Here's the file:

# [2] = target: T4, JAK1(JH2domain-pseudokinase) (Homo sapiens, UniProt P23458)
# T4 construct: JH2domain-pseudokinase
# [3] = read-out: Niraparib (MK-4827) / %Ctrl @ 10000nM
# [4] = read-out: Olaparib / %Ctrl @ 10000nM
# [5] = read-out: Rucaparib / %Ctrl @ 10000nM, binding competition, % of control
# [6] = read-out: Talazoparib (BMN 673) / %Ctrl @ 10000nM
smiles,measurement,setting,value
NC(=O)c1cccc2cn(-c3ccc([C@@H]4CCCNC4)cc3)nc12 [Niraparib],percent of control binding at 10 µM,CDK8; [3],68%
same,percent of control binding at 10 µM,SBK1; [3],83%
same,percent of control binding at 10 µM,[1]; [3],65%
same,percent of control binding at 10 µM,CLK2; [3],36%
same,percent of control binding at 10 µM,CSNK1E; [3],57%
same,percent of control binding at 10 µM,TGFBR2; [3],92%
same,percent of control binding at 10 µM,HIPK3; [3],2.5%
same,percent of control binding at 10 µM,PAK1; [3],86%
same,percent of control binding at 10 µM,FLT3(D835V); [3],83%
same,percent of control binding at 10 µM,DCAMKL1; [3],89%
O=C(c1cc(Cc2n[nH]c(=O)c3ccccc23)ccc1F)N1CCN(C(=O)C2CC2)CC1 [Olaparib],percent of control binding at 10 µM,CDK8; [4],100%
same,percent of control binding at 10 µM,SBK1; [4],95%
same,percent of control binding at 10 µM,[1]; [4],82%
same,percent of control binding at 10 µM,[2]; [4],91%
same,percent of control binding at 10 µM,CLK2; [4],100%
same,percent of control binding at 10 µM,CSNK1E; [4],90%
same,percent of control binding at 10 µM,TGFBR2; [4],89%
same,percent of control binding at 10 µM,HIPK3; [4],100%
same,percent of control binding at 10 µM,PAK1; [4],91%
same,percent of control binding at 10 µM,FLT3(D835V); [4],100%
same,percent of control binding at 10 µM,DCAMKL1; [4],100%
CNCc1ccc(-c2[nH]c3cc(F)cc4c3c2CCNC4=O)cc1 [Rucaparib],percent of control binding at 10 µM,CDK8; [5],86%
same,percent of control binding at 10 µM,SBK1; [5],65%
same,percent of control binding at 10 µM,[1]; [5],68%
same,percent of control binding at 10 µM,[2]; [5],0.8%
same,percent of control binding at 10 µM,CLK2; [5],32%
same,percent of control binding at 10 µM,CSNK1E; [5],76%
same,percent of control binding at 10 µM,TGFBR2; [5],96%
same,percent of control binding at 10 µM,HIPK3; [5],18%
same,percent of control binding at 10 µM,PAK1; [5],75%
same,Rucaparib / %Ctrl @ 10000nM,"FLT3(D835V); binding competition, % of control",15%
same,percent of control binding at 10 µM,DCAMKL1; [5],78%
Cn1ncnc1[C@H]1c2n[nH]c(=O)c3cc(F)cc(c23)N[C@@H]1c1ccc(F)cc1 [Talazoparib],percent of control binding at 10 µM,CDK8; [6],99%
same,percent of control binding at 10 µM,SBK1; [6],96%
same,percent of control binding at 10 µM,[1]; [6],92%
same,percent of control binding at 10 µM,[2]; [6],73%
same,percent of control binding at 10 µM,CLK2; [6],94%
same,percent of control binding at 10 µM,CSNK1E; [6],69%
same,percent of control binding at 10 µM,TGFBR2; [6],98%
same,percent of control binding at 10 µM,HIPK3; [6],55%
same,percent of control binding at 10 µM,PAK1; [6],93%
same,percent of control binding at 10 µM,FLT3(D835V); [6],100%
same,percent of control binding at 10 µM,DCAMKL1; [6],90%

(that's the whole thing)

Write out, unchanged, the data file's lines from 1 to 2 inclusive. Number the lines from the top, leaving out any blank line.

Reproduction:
# [2] = target: T4, JAK1(JH2domain-pseudokinase) (Homo sapiens, UniProt P23458)
# T4 construct: JH2domain-pseudokinase